2. ^ Year 2000 Estimated Baha'i statistics from: David Barrett, World Christian Encyclopedia, 2000; Total population statistics, mid-2000 from Population Reference Bureau [2]
  3. ^ "WCC > Member churches > Regions > Africa > Kenya". World Council of Churches. World Council of Churches. 2008. Retrieved 2008-04-06. 
  4. ^ US State Department (2007). "Background Note: Kenya". The Office of Electronic Information, Bureau of Public Affair. Retrieved 2008-04-06. 
  5. ^ Community health workers in Kenya stir broad changes Volume 7, Issue 4 March – January 1996
  6. ^ "Facts and Statistics", Newsroom (LDS Church), 1 January 2012, retrieved 2013-03-09 
  7. ^ LDS Meetinghouse Locator.Latter Day Saint Facilities.
  8. ^
  9. ^ "The World's Muslims: Unity and Diversity". Pew Forum on Religious & Public life. August 9, 2012. Retrieved April 2, 2014. 
  10. ^ "The rise of atheism in modern Kenya".  
  11. ^ "Why We Don't Believe In God".  
  12. ^ "GLOBAL INDEX OF RELIGION AND ATHEISM". Retrieved 10 October 2013. 


The Maasai, Turkana, Samburu and Pokot tribes also have significant numbers of persons adhering exclusively to traditional African religions.

Followers of traditional Kikuyu religion believe Ngai resides on Mt. Kenya and say their prayers facing the mountain. Followers of traditional Mijikenda religion have their holy shrines in the forests where they offer sacrifices and pray.

African religions are typically based on natural phenomena and reverence to ancestors. The dead are presumed to merely transform into another state of being and capable of bringing good fortune or calamity to the living. Most religious rites are therefore centred on appeasing the dead through sacrifices and proper burial rites. The dead's wishes must also be followed to the letter.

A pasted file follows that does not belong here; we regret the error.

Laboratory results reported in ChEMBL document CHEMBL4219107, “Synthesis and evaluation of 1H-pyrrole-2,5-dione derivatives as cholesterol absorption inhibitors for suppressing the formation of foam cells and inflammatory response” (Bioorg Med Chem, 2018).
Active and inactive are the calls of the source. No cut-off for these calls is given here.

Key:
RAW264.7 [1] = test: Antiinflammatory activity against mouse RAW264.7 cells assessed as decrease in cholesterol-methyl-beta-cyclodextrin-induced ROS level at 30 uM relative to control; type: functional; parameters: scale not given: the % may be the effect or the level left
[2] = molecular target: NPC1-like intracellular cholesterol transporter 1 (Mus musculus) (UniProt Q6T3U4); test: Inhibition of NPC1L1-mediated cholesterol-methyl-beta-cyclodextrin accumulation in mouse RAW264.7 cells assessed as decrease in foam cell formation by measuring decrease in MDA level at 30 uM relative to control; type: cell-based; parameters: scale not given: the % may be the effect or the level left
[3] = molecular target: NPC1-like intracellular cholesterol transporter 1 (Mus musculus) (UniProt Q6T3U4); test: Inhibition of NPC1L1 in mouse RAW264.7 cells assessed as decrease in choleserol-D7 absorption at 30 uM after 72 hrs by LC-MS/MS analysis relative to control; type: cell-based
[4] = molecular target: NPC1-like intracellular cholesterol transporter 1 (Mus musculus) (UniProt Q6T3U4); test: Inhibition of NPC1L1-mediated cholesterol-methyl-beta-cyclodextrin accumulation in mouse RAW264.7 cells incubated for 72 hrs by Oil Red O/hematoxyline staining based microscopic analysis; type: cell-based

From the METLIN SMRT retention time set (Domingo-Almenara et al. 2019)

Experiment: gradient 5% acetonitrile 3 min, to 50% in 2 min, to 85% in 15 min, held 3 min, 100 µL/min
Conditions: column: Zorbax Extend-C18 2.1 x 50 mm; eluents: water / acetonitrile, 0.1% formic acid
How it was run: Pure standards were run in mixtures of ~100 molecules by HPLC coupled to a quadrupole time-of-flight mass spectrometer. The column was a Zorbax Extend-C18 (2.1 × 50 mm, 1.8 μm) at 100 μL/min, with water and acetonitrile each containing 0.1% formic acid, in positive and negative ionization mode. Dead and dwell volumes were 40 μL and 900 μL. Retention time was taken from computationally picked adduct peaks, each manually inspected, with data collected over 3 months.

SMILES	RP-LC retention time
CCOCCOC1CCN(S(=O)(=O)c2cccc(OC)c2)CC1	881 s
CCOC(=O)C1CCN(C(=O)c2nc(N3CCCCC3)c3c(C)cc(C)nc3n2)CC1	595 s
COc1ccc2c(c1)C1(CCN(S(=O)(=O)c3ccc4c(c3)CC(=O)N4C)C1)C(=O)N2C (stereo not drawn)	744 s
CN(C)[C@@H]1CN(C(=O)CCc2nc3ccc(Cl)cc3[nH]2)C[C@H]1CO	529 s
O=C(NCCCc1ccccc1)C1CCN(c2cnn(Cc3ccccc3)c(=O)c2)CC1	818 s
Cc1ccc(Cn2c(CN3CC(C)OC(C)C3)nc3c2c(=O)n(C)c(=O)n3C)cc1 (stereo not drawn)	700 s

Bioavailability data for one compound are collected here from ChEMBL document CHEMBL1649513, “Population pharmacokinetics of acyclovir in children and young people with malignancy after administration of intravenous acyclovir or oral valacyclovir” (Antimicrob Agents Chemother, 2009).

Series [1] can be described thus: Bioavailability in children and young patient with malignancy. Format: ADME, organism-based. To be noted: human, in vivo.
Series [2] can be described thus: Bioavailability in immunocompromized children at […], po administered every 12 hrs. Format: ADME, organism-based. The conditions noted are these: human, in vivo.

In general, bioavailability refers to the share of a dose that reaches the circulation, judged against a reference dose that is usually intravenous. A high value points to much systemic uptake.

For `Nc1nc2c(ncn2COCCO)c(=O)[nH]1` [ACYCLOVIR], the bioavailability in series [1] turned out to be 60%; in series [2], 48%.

Traditional African religions

In the 2009 Census, 922,128 people reported themselves as having "no religion."[1] This is 2.4% of the total, making this group larger than the groups reporting themselves as traditionalists, Hindu or other religion. 61,233, 0.2%, reported that they did not know their religion. There is a stigma against people who are atheists in Kenya.[10][11] A Gallup poll conducted in 2012 found that 88% of Kenyans considered themselves "a religious person", 9% consider themselves "a non religious person", while 2% define themselves as "a convinced atheist", placing Kenya in top 10 religious populations in the world.[12]

No Religion

There is a significant number of Hindus living in Kenya. The numbers are estimated to be around 0.14% of the population. They are mainly located in the capital of Kenya, Nairobi, and other urban areas such as Mombasa, Eldoret, Thika and Kisumu.